Some health threats, like air pollution, aren't things you can fix at the gym; others are tied to outside factors. In 2011, for example, The New York Times reported that infant mortality rates among African Americans in Allegheny County were worse than rates in Mexico. Meanwhile, in a 2009-2010 Allegheny County health survey, roughly one in five people who earned less than $15,000 a year reported being physically inactive — a rate several times higher than that reported by residents earning more than $50,000 a year.

Peduto's administration has taken on the issue by joining Allegheny County's new "Live Well" campaign, a countywide effort to address everything from neighborhood safety to smoking cessation. Pittsburgh's agenda begins with the city's own workforce, says Betty Cruz, who manages Live Well Pittsburgh from within the mayor's office.

Again, the idea is to set an example, she says: "If everyone yells at you about what your health habits should be, it's never as good as seeing people enjoy the benefits."

And if you can stop city employees from smoking, anything is possible: Cruz says early initiatives will include encouraging workers to take the stairs rather than use city hall's elevators — and she's already begun policing stairwells for illicit smokers. City employees are gearing up for a 10,000-steps-per-day walking challenge this month, and Cruz says the city plans to negotiate with vending-machine contractors to provide healthier fare at city facilities.

Broader policies are taking shape as well, especially around bicycling. Plans include a proposed bikes-only traffic lane Downtown, and using city information systems to track bike-accident data — part of an effort to make streets safer for cyclists.

Ultimately, says Cruz, "We're looking outside physical health to financial issues, access to affordable healthy foods, neighborhood safety." The administration won't just track data like air quality or trail usage, but indicators like "community involvement" and "transformed blight." Cruz acknowledges such criteria might be tough to quantify, but "If you just talk about physical health, or being active, it can be an elitist conversation. You aren't going to go for a jog in your neighborhood if you're worried you'll get shot."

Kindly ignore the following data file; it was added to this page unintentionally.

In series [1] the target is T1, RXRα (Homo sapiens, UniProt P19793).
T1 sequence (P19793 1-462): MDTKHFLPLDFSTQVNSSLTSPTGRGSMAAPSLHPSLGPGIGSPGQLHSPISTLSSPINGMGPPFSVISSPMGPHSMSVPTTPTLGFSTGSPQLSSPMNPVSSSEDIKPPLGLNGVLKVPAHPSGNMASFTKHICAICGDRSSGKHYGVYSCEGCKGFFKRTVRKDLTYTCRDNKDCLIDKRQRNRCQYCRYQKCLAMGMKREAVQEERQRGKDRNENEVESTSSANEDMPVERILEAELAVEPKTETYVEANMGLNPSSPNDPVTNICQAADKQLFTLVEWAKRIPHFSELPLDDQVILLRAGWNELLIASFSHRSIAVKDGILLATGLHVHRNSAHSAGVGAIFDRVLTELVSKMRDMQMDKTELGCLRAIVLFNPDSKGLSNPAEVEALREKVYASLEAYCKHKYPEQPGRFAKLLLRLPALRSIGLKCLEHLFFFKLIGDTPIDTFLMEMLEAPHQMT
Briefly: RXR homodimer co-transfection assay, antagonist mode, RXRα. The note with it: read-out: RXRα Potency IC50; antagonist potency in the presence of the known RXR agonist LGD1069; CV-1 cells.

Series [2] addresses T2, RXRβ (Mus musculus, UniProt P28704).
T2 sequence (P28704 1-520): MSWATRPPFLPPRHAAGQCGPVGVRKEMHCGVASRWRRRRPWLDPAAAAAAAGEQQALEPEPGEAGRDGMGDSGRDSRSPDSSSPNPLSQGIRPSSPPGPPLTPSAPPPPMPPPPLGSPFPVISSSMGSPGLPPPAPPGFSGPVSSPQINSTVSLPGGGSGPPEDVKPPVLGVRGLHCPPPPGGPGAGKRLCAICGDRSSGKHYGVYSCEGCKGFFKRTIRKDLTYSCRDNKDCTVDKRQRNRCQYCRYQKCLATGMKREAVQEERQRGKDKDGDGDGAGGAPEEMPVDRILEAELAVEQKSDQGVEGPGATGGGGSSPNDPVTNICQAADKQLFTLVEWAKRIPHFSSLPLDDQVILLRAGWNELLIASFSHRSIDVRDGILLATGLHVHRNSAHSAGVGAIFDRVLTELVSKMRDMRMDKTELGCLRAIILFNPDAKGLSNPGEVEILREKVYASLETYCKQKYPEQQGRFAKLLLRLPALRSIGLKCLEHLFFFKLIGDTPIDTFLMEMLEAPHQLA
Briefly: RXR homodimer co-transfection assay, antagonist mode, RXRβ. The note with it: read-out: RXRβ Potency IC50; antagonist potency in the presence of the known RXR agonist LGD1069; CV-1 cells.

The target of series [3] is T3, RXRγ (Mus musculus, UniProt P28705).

There are already numerous local health initiatives. But to date, "what's clearly missing was the bigger overarching leadership," says Allegheny County Health Director Karen Hacker, who is in charge of the county's Live Well effort. This summer, Hacker says, the county plans to launch a website allowing residents to find wellness programs within their ZIP code. She's also urging school districts to track and report student health data, while incorporating healthier menus and regular exercise into the school day. But in addition to such efforts, Hacker says, "I think things like public figures stepping up and saying, ‘I lost 30 pounds' — those are actually really important."

Peduto's goal is actually to lose 50 pounds. And instead of ordering late-night pizzas, he now has a couple healthy meals prepared in advance each week by local chef Art Inzinga. Peduto plans to join city workers in the 10,000-step challenge, and his schedule once again includes weekly amateur hockey games. ("I want to get to the point where I'm not having 60-year-old guys skate around me.")

It seems to be working: Already, he says, the campaign-season "fat-guy suits" are back in the closet.